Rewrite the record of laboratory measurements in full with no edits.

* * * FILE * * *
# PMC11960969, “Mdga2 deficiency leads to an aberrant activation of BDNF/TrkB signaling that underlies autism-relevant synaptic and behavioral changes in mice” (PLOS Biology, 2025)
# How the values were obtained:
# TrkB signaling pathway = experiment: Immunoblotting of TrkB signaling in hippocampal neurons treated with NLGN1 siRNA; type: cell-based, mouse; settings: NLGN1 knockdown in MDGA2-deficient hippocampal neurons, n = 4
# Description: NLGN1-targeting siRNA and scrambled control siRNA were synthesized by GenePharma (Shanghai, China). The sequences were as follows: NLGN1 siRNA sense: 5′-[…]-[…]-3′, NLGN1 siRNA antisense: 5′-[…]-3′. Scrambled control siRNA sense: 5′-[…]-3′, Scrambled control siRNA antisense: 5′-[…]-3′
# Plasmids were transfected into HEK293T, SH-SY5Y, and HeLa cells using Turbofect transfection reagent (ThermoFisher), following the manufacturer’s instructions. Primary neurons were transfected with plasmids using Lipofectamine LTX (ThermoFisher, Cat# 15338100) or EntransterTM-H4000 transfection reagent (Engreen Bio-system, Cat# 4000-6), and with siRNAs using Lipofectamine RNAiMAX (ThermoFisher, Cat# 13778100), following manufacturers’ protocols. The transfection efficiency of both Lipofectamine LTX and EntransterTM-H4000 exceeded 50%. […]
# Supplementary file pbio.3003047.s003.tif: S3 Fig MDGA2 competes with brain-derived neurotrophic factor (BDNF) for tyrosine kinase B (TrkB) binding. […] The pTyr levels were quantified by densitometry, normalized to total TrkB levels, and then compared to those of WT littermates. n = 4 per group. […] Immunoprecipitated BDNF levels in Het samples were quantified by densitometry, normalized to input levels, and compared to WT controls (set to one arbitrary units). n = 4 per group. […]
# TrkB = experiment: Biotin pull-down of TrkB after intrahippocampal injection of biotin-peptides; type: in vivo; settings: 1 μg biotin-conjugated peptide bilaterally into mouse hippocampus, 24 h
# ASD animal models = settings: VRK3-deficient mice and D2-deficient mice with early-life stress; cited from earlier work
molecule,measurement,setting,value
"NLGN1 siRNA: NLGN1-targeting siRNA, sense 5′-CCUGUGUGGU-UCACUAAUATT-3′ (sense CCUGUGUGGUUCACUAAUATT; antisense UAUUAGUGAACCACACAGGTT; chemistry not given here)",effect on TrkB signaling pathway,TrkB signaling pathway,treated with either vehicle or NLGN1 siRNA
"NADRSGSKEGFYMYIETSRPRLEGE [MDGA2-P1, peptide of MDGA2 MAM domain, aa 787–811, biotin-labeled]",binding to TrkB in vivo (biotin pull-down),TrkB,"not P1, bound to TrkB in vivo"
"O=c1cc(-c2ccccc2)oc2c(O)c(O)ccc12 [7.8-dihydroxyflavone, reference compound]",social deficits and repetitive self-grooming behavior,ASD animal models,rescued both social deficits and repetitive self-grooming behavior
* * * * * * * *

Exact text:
# PMC11960969, “Mdga2 deficiency leads to an aberrant activation of BDNF/TrkB signaling that underlies autism-relevant synaptic and behavioral changes in mice” (PLOS Biology, 2025)
# How the values were obtained:
# TrkB signaling pathway = experiment: Immunoblotting of TrkB signaling in hippocampal neurons treated with NLGN1 siRNA; type: cell-based, mouse; settings: NLGN1 knockdown in MDGA2-deficient hippocampal neurons, n = 4
# Description: NLGN1-targeting siRNA and scrambled control siRNA were synthesized by GenePharma (Shanghai, China). The sequences were as follows: NLGN1 siRNA sense: 5′-[…]-[…]-3′, NLGN1 siRNA antisense: 5′-[…]-3′. Scrambled control siRNA sense: 5′-[…]-3′, Scrambled control siRNA antisense: 5′-[…]-3′
# Plasmids were transfected into HEK293T, SH-SY5Y, and HeLa cells using Turbofect transfection reagent (ThermoFisher), following the manufacturer’s instructions. Primary neurons were transfected with plasmids using Lipofectamine LTX (ThermoFisher, Cat# 15338100) or EntransterTM-H4000 transfection reagent (Engreen Bio-system, Cat# 4000-6), and with siRNAs using Lipofectamine RNAiMAX (ThermoFisher, Cat# 13778100), following manufacturers’ protocols. The transfection efficiency of both Lipofectamine LTX and EntransterTM-H4000 exceeded 50%. […]
# Supplementary file pbio.3003047.s003.tif: S3 Fig MDGA2 competes with brain-derived neurotrophic factor (BDNF) for tyrosine kinase B (TrkB) binding. […] The pTyr levels were quantified by densitometry, normalized to total TrkB levels, and then compared to those of WT littermates. n = 4 per group. […] Immunoprecipitated BDNF levels in Het samples were quantified by densitometry, normalized to input levels, and compared to WT controls (set to one arbitrary units). n = 4 per group. […]
# TrkB = experiment: Biotin pull-down of TrkB after intrahippocampal injection of biotin-peptides; type: in vivo; settings: 1 μg biotin-conjugated peptide bilaterally into mouse hippocampus, 24 h
# ASD animal models = settings: VRK3-deficient mice and D2-deficient mice with early-life stress; cited from earlier work
molecule,measurement,setting,value
"NLGN1 siRNA: NLGN1-targeting siRNA, sense 5′-CCUGUGUGGU-UCACUAAUATT-3′ (sense CCUGUGUGGUUCACUAAUATT; antisense UAUUAGUGAACCACACAGGTT; chemistry not given here)",effect on TrkB signaling pathway,TrkB signaling pathway,treated with either vehicle or NLGN1 siRNA
"NADRSGSKEGFYMYIETSRPRLEGE [MDGA2-P1, peptide of MDGA2 MAM domain, aa 787–811, biotin-labeled]",binding to TrkB in vivo (biotin pull-down),TrkB,"not P1, bound to TrkB in vivo"
"O=c1cc(-c2ccccc2)oc2c(O)c(O)ccc12 [7.8-dihydroxyflavone, reference compound]",social deficits and repetitive self-grooming behavior,ASD animal models,rescued both social deficits and repetitive self-grooming behavior